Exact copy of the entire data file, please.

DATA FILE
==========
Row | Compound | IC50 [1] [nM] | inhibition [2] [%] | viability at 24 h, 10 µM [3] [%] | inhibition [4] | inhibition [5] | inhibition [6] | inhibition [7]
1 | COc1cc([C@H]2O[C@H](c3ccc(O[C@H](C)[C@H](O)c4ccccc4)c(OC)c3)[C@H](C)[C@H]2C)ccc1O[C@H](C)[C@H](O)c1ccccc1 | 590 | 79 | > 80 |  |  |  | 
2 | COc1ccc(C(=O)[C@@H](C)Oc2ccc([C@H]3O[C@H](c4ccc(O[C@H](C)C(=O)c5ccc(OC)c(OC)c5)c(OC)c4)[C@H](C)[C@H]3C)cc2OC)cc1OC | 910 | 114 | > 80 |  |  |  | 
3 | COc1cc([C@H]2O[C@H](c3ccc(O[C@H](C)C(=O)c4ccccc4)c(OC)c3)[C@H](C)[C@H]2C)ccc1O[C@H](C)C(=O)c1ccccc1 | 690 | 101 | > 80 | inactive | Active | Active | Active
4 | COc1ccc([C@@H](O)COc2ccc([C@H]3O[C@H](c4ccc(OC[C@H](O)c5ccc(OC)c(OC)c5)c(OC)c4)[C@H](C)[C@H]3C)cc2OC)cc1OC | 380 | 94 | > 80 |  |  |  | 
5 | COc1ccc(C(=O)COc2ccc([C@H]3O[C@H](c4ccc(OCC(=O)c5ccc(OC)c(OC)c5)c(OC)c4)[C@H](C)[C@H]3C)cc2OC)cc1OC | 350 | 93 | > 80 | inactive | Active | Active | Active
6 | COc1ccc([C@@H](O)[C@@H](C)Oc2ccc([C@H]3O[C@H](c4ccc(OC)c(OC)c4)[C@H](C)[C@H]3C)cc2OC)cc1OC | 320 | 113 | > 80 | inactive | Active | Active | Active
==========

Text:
Row | Compound | IC50 [1] [nM] | inhibition [2] [%] | viability at 24 h, 10 µM [3] [%] | inhibition [4] | inhibition [5] | inhibition [6] | inhibition [7]
1 | COc1cc([C@H]2O[C@H](c3ccc(O[C@H](C)[C@H](O)c4ccccc4)c(OC)c3)[C@H](C)[C@H]2C)ccc1O[C@H](C)[C@H](O)c1ccccc1 | 590 | 79 | > 80 |  |  |  | 
2 | COc1ccc(C(=O)[C@@H](C)Oc2ccc([C@H]3O[C@H](c4ccc(O[C@H](C)C(=O)c5ccc(OC)c(OC)c5)c(OC)c4)[C@H](C)[C@H]3C)cc2OC)cc1OC | 910 | 114 | > 80 |  |  |  | 
3 | COc1cc([C@H]2O[C@H](c3ccc(O[C@H](C)C(=O)c4ccccc4)c(OC)c3)[C@H](C)[C@H]2C)ccc1O[C@H](C)C(=O)c1ccccc1 | 690 | 101 | > 80 | inactive | Active | Active | Active
4 | COc1ccc([C@@H](O)COc2ccc([C@H]3O[C@H](c4ccc(OC[C@H](O)c5ccc(OC)c(OC)c5)c(OC)c4)[C@H](C)[C@H]3C)cc2OC)cc1OC | 380 | 94 | > 80 |  |  |  | 
5 | COc1ccc(C(=O)COc2ccc([C@H]3O[C@H](c4ccc(OCC(=O)c5ccc(OC)c(OC)c5)c(OC)c4)[C@H](C)[C@H]3C)cc2OC)cc1OC | 350 | 93 | > 80 | inactive | Active | Active | Active
6 | COc1ccc([C@@H](O)[C@@H](C)Oc2ccc([C@H]3O[C@H](c4ccc(OC)c(OC)c4)[C@H](C)[C@H]3C)cc2OC)cc1OC | 320 | 113 | > 80 | inactive | Active | Active | Active